Flying over the bush.

Flying over the bush.

Tourists pay hundreds of dollars for a helicopter ride to see African wildlife, and here I was doing the real thing, basically for free! The photo below (which is also on my homepage) was taken during one of our early morning rides.

Kruger-Elephants-Helicopter-South-Africa-Veterinary

Elephants (taken from Kruger’s helicopter)

I loved hanging out with these other veterinarians and made some friends that I continue to stay in contact with.

Fish necropsy.

Fish necropsy.

Apart from this training, we were called out to investigate several other animal deaths that were suspicious for one reason or another. The goal of the veterinary team is not to try to save every animal from dying a natural death. They typically only intervene in a case of extreme suffering or when further diagnostics and investigation might contribute to our understanding of disease processes and toxicology in these animals.

One of the important things to realize is that as a vet student with South African National Parks, you are really just there to soak it all in and help out with whatever happens to be going on. They’re probably not going to plan any particular activities just because you are visiting during a given two-week period.

This means that you might be really busy with game captures and necropsies for a few days, and then have nothing going on at all for the rest of your externship. Or you might be flying around in helicopters and darting elephants every day! It really just depends on what is going on, and there’s no way to predict that ahead of time.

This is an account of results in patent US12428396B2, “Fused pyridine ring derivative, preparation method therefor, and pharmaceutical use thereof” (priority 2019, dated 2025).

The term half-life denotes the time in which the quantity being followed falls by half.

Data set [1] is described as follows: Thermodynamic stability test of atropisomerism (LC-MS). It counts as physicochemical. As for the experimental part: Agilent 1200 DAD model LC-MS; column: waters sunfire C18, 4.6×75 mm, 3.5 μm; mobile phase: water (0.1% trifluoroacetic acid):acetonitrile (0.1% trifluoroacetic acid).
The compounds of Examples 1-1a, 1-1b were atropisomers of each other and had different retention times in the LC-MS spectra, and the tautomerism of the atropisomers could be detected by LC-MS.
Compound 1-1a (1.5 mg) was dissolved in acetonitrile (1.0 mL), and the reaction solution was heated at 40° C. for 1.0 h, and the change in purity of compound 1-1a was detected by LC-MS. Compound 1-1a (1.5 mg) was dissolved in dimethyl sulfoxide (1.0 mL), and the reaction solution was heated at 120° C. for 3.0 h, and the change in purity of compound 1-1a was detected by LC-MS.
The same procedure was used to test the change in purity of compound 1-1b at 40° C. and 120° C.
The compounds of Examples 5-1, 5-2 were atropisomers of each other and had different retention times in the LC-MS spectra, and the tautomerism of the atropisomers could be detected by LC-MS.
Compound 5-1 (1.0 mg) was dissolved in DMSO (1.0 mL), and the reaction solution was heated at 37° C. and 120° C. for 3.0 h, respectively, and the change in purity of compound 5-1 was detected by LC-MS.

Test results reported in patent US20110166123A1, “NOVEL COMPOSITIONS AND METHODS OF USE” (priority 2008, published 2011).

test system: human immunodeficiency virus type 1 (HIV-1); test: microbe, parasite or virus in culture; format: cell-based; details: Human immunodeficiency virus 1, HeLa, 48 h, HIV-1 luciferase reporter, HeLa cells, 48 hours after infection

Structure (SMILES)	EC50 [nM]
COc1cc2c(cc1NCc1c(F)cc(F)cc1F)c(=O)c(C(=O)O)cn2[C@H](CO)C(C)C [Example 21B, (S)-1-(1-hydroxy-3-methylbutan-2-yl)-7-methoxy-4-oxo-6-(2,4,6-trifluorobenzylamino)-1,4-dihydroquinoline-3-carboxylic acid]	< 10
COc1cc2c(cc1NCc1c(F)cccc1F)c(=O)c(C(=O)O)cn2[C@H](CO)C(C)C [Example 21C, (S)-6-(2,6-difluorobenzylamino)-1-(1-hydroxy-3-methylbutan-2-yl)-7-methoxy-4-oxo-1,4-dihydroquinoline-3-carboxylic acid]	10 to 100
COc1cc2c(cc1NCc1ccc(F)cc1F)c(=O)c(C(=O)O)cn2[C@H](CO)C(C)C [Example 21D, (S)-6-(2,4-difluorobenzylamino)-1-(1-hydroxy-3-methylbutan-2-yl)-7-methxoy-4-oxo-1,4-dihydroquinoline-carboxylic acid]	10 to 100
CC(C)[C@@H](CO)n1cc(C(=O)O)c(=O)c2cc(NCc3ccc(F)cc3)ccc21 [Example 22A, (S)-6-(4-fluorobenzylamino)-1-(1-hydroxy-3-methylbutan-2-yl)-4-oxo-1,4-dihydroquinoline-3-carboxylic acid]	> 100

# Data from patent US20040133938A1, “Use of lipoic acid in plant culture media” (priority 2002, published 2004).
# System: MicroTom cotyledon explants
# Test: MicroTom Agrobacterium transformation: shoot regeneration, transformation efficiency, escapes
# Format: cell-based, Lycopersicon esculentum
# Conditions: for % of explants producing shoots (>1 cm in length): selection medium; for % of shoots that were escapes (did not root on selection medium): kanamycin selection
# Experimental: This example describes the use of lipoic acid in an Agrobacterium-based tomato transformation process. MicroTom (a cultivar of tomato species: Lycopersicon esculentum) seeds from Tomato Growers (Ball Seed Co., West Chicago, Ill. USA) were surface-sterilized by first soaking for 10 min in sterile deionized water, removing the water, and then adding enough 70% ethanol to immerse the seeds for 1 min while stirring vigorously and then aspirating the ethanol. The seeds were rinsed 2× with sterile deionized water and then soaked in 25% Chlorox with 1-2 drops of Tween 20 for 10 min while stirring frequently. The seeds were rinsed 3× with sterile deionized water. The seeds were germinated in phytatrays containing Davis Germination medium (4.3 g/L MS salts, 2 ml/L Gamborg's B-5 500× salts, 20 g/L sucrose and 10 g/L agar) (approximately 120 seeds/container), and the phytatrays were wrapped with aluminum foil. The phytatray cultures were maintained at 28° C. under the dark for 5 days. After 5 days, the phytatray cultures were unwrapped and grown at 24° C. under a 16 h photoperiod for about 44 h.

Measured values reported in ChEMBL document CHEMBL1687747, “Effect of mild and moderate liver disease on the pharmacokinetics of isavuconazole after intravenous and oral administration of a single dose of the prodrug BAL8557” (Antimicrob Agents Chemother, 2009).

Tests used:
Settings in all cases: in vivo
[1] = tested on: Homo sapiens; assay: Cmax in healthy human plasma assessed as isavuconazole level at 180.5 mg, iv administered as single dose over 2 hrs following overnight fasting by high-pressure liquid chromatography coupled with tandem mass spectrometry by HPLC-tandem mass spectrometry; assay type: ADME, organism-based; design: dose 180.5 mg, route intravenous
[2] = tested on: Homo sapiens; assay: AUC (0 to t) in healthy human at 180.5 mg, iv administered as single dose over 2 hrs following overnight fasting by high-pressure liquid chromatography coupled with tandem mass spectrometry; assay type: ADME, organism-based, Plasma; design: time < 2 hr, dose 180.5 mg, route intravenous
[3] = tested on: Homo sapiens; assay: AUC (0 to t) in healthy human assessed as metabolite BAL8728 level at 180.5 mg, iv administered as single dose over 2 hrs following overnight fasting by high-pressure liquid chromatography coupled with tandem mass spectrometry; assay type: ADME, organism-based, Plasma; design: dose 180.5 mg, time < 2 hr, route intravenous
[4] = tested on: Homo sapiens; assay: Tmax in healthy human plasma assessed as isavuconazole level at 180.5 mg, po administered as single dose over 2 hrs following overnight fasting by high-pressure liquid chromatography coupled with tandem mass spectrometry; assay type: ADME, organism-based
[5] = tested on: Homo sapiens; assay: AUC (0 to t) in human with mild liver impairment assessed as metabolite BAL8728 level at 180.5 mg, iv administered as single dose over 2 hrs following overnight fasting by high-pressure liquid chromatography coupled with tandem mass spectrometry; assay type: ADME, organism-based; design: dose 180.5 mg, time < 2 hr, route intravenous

Lion out my rental car's window.

Lion out my rental car’s window.

I honestly didn’t mind the down time. On the few days when there was no field work to take care of, the veterinarians gave me a choice. I could hang out at the office with them, reading up on some of their books, looking through their pharmacy, etc. Or I could just take my rental car out into the park and explore on my own.

Can you guess which option I chose? Kruger is the nicest national park I’ve been to in Africa, so exploring it on my own in a rental car was both incredibly easy and tremendously fun. The roads are well-maintained and well-marked. There are restaurants and rest areas scattered at convenient locations throughout the park. And there are animals everywhere!

A warthog family hightailing out of the road.

A warthog family hightailing out of the road.

All the Necessary Details

I mentioned in another article about wildlife training in South Africa that I am a little bit suspicious of veterinary programs that require a fee of thousands of dollars for a more sanitized and packaged experience. I understand that there is place for these programs, and they probably do provide a great introduction for the students who are able to afford them.

However, my experience at Kruger taught me that it’s not necessary to use your life savings (or student loan excesses, as the case may be) in order to get this introduction to wildlife veterinary work in Africa.

I was able to use frequent flyer miles to get a free round-trip ticket to Johannesburg. If you’re interested in learning more about building up those miles yourself, I’ve learned a lot from Chris Guillebeau’s Travel Hacking programs.